Last week, the Senate considered a proposal from Senator Elizabeth Warren (D-MA) -- backed by the Obama Administration -- that would have given the government authority to refinance student loans at lower fixed rates, including some loans issued by private lenders. The Congressional Budget Office estimated that had the Bank on Students Emergency Loan Refinancing Act been passed, it would have allowed the government to assume $60 billion in new private loans, and refinance an additional $460 billion of existing federal direct student loans, at a net cost of about $16.9 billion per year. The legislation also included a new $72 billion tax on those earning over $1 million per year in order to finance the provisions.
The actual cost of that program could have panned out very differently in reality though, mainly because of government accounting methods that make some loan programs appear drastically cheaper than they would be according to other methodologies. How much of a difference can that accounting make? Find out in the latest issue of The Taxpayer's Tab.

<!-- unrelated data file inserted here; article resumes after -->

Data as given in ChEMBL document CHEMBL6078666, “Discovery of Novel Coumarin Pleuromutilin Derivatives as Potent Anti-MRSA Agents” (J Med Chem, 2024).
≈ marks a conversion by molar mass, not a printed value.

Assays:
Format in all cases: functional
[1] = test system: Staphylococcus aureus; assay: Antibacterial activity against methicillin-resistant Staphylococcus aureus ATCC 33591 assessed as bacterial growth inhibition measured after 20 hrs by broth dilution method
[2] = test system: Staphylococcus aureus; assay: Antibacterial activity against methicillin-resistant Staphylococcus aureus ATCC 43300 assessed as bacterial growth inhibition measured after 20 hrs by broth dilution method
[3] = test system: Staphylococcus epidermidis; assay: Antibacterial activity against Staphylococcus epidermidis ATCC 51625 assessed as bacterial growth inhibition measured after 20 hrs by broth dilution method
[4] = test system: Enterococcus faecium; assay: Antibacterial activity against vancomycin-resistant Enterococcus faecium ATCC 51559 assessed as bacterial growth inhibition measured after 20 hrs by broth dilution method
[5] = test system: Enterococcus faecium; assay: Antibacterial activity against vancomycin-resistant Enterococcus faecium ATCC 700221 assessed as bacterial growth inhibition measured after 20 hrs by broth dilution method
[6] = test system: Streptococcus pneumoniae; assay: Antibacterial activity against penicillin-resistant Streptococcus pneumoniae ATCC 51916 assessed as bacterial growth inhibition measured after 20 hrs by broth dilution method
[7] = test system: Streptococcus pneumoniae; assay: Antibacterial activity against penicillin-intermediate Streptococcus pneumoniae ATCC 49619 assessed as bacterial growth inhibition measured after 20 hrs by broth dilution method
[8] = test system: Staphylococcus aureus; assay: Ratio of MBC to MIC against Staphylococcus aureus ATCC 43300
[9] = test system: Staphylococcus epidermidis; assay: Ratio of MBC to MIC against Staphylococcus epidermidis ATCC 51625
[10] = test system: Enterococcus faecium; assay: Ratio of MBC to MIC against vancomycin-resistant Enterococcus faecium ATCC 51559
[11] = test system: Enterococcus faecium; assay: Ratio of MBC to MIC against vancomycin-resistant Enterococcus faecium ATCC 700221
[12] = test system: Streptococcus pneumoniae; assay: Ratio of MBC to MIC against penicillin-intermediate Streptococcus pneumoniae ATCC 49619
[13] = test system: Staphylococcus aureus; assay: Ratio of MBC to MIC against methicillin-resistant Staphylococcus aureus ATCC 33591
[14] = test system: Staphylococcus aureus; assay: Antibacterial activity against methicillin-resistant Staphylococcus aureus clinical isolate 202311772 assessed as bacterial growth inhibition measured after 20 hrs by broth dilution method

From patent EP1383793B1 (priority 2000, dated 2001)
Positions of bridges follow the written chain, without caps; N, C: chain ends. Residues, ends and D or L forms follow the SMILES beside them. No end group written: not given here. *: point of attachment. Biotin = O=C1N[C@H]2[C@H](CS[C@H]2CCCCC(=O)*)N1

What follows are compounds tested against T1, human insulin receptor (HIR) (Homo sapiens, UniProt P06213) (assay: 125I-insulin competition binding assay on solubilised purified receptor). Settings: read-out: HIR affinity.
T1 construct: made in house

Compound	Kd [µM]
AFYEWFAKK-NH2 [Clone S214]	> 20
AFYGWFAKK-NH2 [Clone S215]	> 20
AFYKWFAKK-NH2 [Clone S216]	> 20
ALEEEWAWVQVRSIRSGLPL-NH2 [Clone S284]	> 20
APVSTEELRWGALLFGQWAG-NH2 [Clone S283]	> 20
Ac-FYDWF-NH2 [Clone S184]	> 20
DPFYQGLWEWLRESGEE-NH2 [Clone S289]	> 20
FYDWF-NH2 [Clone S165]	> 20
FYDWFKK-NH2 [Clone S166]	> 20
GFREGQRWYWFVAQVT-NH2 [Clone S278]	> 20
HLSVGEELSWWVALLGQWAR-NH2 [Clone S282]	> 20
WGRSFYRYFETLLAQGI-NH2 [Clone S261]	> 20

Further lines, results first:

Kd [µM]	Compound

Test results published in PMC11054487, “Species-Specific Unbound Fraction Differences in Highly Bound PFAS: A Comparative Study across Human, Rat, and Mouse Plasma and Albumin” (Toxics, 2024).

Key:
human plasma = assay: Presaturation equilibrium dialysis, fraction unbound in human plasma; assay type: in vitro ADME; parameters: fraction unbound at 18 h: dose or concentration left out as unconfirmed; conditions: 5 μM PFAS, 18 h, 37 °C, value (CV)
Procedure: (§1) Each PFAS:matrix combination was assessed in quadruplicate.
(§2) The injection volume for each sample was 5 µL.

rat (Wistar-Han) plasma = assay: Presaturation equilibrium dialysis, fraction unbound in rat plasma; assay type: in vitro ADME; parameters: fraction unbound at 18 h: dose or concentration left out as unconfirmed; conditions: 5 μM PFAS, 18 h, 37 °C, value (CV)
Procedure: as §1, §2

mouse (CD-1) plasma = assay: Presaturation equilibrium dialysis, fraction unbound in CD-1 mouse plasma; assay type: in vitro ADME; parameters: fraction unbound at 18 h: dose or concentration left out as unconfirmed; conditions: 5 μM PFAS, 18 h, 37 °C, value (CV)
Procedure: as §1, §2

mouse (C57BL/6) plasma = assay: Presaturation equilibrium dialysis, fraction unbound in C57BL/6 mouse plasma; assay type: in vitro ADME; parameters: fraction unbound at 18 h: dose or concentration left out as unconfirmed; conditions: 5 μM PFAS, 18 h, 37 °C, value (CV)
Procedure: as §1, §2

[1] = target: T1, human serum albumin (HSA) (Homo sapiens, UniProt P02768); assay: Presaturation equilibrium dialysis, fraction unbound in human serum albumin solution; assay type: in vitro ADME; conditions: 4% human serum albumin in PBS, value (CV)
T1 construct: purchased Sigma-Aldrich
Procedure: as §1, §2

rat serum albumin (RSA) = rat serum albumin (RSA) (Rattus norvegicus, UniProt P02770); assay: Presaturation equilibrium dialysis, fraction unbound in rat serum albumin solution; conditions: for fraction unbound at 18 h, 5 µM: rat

Also featured this week:
- Healthcare Fraud: NTUF examined the growing complexity of the U.S. healthcare system, which makes it susceptible to fraud. Bogus payments are estimated to cost taxpayers as much as $272 billion.
- Most Friended: Senator Kay Hagan (D-NC) introduced the Bipartisan Sportsmen's Act of 2014, which is an omnibus bill that includes several titles to reauthorize and extend various hunting, fishing, and conservation programs.
- Wildcard: Congressman Raul Ruiz's (D-CA) Renewable Jobs Act would authorize $10 million per year to fund a pilot program dedicated to providing on-the-job training for positions in the renewable energy industry.
For more on these issues and the research NTUF is compiling on them, check out the latest edition of The Taxpayer's Tab.